Yesterday afternoon, I put together a book talk for my historical fiction selection for LIS 6530 (Young Adult Literature). While we are only required to write a script and embed it via a PowerPoint, I like to actually record the talk as it’s good practice. Hopefully you’ll take a few minutes out of your busy schedule and view the video!
Synopsis (from the book’s jacket): “A mysterious island. An abandoned orphanage. A strange collection of very curious photographs. It all waits to be discovered in Miss Peregrine’s Home for Peculiar Children, an unforgettable novel that mixes fiction and photography in a thrilling reading experience. As our story opens, a horrific family tragedy sets sixteen-year-old Jacob journeying to a remote island off the coast of Wales, where he discovers the crumbling ruins of Miss Peregrine’s Home for Peculiar Children. As Jacob explores its abandoned bedrooms and hallways, it becomes clear that the children were more than just peculiar. They may have been dangerous. They may have been quarantined on a deserted island for good reason. And somehow—impossible though it seems—they may still be alive.”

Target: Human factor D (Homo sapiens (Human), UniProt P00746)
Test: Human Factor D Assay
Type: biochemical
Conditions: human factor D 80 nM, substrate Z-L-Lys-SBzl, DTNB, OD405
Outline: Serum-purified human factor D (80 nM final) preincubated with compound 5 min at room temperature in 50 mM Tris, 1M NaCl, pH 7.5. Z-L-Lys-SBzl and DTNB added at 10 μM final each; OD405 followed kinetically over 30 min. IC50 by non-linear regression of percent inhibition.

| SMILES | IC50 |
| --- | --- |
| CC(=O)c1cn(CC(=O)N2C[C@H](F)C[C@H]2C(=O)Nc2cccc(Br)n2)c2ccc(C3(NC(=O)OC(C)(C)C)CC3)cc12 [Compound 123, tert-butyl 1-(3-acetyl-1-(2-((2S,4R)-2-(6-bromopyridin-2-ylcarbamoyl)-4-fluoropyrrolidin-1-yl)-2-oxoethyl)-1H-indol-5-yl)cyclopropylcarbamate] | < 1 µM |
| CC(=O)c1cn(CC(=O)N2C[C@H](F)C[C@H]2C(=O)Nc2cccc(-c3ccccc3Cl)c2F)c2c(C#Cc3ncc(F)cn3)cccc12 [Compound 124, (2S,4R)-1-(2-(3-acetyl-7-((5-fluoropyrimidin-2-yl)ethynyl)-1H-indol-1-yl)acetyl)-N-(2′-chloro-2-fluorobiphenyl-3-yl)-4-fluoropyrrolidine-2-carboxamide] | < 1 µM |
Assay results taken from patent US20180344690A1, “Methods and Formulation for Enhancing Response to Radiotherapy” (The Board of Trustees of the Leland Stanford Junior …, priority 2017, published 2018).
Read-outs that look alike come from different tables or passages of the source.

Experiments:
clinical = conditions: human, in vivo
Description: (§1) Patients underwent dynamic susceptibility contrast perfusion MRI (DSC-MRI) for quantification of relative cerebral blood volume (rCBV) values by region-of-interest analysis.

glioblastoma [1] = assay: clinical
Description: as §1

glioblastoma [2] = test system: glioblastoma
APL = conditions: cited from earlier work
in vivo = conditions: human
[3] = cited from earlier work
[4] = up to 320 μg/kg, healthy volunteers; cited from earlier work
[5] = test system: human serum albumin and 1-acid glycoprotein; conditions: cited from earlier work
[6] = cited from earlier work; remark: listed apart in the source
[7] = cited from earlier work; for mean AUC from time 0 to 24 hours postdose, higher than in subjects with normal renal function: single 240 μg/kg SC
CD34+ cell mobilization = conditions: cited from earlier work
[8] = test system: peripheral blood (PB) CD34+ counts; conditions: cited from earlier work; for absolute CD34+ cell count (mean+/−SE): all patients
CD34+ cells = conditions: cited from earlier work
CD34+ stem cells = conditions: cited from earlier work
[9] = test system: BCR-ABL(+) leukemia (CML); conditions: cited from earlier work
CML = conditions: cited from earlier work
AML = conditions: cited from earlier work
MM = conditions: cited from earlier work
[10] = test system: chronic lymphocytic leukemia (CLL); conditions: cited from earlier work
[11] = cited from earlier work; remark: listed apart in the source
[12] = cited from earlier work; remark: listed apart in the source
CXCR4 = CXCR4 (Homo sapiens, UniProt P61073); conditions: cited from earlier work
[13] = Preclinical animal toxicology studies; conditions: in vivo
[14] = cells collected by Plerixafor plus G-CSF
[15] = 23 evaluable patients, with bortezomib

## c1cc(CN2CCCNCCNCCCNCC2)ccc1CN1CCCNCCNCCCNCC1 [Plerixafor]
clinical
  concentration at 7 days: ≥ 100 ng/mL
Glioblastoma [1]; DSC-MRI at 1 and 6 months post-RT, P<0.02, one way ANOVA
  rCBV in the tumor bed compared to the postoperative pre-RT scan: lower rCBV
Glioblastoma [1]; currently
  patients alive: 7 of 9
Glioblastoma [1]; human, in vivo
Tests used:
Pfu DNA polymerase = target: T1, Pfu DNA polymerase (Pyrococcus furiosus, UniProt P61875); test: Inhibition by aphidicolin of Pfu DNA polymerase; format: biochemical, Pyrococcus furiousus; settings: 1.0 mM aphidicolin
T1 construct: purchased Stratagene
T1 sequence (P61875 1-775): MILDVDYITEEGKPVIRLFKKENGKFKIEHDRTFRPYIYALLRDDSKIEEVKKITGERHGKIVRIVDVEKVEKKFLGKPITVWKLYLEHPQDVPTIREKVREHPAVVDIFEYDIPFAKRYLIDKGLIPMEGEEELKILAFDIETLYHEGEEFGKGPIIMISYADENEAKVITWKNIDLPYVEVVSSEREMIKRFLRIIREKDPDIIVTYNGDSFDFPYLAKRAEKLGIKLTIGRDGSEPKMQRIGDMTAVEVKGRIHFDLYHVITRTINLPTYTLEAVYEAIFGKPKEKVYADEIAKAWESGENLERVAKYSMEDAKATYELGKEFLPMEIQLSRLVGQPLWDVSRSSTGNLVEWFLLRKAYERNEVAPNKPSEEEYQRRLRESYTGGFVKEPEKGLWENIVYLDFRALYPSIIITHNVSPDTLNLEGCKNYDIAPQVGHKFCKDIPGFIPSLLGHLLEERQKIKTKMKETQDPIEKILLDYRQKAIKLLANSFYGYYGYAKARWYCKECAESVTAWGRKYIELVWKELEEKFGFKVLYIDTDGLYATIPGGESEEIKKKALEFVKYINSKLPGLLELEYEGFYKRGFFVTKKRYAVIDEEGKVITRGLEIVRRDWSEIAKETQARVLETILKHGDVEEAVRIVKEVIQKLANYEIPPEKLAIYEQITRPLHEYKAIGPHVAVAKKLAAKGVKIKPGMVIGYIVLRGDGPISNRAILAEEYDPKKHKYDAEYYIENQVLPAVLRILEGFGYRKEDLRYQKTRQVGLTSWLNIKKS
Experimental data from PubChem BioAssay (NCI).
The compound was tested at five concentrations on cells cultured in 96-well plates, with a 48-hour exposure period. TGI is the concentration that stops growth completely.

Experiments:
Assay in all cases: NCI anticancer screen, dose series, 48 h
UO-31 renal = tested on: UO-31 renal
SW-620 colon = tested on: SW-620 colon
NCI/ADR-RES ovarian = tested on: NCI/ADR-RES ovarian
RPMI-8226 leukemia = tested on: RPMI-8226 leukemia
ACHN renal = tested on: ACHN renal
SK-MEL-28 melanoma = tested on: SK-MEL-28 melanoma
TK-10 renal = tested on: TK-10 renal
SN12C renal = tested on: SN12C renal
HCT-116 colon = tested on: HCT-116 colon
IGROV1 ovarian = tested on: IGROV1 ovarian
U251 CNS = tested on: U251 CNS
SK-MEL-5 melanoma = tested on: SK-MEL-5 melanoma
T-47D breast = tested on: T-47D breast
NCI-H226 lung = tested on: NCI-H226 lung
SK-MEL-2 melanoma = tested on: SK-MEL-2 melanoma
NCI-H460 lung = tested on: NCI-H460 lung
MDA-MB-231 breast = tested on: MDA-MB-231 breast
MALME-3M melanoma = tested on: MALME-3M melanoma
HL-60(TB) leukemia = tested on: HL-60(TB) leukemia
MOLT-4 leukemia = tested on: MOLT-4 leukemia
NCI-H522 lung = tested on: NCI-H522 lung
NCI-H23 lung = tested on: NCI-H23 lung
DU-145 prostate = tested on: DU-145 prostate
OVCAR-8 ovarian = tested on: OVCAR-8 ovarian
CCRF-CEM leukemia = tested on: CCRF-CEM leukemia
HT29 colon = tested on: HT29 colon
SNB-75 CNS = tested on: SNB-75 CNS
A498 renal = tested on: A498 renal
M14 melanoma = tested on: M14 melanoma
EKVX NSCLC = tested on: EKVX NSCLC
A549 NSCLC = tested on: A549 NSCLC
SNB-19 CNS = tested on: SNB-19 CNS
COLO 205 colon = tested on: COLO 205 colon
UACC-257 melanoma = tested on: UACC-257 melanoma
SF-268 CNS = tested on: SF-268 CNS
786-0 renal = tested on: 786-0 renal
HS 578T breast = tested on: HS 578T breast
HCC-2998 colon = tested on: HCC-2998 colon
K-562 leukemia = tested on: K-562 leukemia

Due to reading mixed reviews of this book, I was somewhat hesitant to pick it up; however, upon reading it, I found myself really getting into the story and wanting to know more about Grandpa Portman’s life. My rating: 4 out of 5 stars. I think the mixed reviews could be due to the fact that this book falls into multiple genres which likely surprises (and possibly disappoints) readers when they expect to be reading a certain type of novel and elements of a science fiction, fantasy, or mystery novel pop-up.
I recommend Miss Peregrine’s Home for Peculiar Children for grade 8 and up, but should add that this book could certainly entertain adult readers as well which is why it would be a great addition to any public library.
Being interested in the World War II history theme included in this book, I selected three read-alikes for you: The Book Thief by Marcus Zusak, The Boy in the Striped Pajamas by John Boyne, and Soldier X by Don L. Wulffson